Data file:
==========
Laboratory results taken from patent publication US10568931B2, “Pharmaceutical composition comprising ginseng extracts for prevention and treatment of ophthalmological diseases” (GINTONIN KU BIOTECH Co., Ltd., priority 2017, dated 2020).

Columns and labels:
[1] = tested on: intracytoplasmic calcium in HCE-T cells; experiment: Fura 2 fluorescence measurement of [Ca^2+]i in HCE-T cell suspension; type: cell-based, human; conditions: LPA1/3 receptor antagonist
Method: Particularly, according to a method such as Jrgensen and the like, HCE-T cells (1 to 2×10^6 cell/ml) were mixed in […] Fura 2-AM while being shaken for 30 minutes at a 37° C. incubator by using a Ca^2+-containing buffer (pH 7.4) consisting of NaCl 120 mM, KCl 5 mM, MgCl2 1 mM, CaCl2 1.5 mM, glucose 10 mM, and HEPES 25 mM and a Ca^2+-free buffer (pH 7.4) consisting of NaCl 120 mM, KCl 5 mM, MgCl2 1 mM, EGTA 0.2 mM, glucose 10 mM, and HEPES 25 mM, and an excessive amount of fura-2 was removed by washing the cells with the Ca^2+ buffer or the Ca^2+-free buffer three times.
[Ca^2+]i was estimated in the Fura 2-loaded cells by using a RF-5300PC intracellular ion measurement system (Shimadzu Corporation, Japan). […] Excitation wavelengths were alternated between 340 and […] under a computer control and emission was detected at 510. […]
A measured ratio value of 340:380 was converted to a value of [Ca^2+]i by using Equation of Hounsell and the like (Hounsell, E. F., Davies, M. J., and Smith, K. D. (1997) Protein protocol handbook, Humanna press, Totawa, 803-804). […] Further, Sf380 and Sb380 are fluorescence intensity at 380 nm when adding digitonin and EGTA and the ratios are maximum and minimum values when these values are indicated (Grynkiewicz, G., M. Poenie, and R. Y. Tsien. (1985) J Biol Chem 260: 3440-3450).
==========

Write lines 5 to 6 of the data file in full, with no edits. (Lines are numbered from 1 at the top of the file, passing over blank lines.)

[Ca^2+]i was estimated in the Fura 2-loaded cells by using a RF-5300PC intracellular ion measurement system (Shimadzu Corporation, Japan). […] Excitation wavelengths were alternated between 340 and […] under a computer control and emission was detected at 510. […]
A measured ratio value of 340:380 was converted to a value of [Ca^2+]i by using Equation of Hounsell and the like (Hounsell, E. F., Davies, M. J., and Smith, K. D. (1997) Protein protocol handbook, Humanna press, Totawa, 803-804). […] Further, Sf380 and Sb380 are fluorescence intensity at 380 nm when adding digitonin and EGTA and the ratios are maximum and minimum values when these values are indicated (Grynkiewicz, G., M. Poenie, and R. Y. Tsien. (1985) J Biol Chem 260: 3440-3450).